It has taken several years to develop, faced a lot of skepticism and received help from taxpayers given the state’s actual cost of around $50.
But the Aakash offers the promise of computing to millions of people in rural India who seem to be living more in the 19th century than the 21st.
“Today we reach to the sky and demonstrate what is possible,” said Kapil Sibal, India’s information technology and human resources development minister. “Let me send a message, not just to our children but the children of the world: This is for all those who are marginalized.”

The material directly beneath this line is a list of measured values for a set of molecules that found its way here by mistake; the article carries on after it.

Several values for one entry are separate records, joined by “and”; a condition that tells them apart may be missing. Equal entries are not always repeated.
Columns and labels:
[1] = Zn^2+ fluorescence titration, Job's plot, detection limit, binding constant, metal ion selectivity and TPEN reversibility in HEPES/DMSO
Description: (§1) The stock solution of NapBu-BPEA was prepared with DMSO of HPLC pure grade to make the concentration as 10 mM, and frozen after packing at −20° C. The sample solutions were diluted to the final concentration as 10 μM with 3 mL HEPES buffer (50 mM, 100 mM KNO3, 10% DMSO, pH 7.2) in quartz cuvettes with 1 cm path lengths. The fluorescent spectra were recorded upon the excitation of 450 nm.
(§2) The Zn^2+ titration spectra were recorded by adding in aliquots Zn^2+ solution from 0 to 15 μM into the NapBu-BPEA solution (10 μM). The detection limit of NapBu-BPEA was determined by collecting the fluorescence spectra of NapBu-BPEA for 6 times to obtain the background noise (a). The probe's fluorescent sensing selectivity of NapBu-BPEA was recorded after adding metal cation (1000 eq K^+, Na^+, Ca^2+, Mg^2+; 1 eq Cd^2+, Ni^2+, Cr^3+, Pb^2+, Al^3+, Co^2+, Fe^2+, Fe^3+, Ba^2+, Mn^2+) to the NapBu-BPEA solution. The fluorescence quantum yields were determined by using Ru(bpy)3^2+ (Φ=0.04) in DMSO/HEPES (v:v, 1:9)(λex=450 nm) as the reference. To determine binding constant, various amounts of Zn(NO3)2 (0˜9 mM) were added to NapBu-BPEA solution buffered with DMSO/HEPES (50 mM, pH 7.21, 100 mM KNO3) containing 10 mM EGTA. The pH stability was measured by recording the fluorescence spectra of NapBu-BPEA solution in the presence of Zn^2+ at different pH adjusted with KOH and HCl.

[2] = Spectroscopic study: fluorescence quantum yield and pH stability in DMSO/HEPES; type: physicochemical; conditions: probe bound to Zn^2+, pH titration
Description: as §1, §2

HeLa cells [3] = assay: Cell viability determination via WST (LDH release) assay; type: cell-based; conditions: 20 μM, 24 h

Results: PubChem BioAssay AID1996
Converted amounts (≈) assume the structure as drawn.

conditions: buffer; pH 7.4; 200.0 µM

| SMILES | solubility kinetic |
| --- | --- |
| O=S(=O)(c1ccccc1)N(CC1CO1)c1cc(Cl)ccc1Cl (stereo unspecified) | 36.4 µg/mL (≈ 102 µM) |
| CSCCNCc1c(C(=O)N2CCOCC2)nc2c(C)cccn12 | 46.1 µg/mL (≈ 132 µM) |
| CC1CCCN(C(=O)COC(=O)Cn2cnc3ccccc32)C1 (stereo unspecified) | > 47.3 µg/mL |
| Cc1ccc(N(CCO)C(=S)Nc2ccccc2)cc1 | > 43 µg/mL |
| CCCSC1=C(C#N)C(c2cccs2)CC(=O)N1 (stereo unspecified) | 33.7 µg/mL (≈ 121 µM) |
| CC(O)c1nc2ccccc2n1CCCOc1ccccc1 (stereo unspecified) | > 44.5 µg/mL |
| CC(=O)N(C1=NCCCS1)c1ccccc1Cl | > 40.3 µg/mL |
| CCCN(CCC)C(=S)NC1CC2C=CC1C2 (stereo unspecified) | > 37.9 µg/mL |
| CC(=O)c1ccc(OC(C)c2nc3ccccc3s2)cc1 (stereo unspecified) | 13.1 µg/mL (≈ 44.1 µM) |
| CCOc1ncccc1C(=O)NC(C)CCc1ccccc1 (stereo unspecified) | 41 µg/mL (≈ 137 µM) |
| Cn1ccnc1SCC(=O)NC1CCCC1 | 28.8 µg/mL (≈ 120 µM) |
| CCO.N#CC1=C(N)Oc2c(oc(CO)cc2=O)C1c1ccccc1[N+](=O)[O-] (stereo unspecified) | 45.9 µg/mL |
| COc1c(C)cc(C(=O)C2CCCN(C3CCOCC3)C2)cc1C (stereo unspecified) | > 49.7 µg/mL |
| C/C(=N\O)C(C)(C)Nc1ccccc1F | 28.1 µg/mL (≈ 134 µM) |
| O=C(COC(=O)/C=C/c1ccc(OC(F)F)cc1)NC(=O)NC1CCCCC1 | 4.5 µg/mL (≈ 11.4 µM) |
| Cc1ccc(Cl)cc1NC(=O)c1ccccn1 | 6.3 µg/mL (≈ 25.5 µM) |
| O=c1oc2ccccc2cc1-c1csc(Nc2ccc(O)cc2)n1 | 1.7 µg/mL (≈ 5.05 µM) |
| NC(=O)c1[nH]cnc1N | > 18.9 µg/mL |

The 13-ounce touch-screen device can handle basic computing, including email, social networking, Web surfing, online banking, instant messaging and multimedia. The stripped-down system uses Google’s Android 2.2 operating system and comes with headphones, WiFi access, two USB slots, 256 megabytes of internal memory and a 7-inch screen. It’s not considered on the same level as the more advanced tablets available.